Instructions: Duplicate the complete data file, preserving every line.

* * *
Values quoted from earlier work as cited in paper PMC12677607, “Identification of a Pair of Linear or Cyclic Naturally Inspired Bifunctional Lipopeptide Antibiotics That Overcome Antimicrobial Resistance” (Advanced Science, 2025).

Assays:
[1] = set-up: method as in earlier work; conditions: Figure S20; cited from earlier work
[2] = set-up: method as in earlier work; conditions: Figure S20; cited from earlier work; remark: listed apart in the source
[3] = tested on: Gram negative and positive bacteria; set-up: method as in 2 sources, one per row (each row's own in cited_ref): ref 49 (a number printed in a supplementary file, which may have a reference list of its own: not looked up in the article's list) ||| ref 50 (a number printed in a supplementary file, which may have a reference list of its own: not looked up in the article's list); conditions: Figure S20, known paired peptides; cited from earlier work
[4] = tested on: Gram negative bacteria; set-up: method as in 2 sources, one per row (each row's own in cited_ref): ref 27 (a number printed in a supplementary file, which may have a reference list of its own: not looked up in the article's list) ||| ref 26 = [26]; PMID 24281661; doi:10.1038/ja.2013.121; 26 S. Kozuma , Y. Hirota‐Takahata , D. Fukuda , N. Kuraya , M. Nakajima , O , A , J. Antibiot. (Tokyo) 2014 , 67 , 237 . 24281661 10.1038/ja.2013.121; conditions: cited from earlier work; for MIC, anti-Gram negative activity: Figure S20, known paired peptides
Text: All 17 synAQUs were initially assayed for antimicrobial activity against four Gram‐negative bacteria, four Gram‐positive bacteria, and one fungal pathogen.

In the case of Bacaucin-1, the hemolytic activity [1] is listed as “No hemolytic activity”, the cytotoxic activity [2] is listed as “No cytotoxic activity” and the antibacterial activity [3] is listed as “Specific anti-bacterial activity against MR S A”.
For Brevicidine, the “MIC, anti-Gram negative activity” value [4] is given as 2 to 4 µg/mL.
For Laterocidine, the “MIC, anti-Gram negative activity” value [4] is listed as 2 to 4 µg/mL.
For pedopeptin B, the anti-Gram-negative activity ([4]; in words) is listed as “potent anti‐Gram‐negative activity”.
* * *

Values quoted from earlier work as cited in paper PMC12677607, “Identification of a Pair of Linear or Cyclic Naturally Inspired Bifunctional Lipopeptide Antibiotics That Overcome Antimicrobial Resistance” (Advanced Science, 2025).

Assays:
[1] = set-up: method as in earlier work; conditions: Figure S20; cited from earlier work
[2] = set-up: method as in earlier work; conditions: Figure S20; cited from earlier work; remark: listed apart in the source
[3] = tested on: Gram negative and positive bacteria; set-up: method as in 2 sources, one per row (each row's own in cited_ref): ref 49 (a number printed in a supplementary file, which may have a reference list of its own: not looked up in the article's list) ||| ref 50 (a number printed in a supplementary file, which may have a reference list of its own: not looked up in the article's list); conditions: Figure S20, known paired peptides; cited from earlier work
[4] = tested on: Gram negative bacteria; set-up: method as in 2 sources, one per row (each row's own in cited_ref): ref 27 (a number printed in a supplementary file, which may have a reference list of its own: not looked up in the article's list) ||| ref 26 = [26]; PMID 24281661; doi:10.1038/ja.2013.121; 26 S. Kozuma , Y. Hirota‐Takahata , D. Fukuda , N. Kuraya , M. Nakajima , O , A , J. Antibiot. (Tokyo) 2014 , 67 , 237 . 24281661 10.1038/ja.2013.121; conditions: cited from earlier work; for MIC, anti-Gram negative activity: Figure S20, known paired peptides
Text: All 17 synAQUs were initially assayed for antimicrobial activity against four Gram‐negative bacteria, four Gram‐positive bacteria, and one fungal pathogen.

In the case of Bacaucin-1, the hemolytic activity [1] is listed as “No hemolytic activity”, the cytotoxic activity [2] is listed as “No cytotoxic activity” and the antibacterial activity [3] is listed as “Specific anti-bacterial activity against MR S A”.
For Brevicidine, the “MIC, anti-Gram negative activity” value [4] is given as 2 to 4 µg/mL.
For Laterocidine, the “MIC, anti-Gram negative activity” value [4] is listed as 2 to 4 µg/mL.
For pedopeptin B, the anti-Gram-negative activity ([4]; in words) is listed as “potent anti‐Gram‐negative activity”.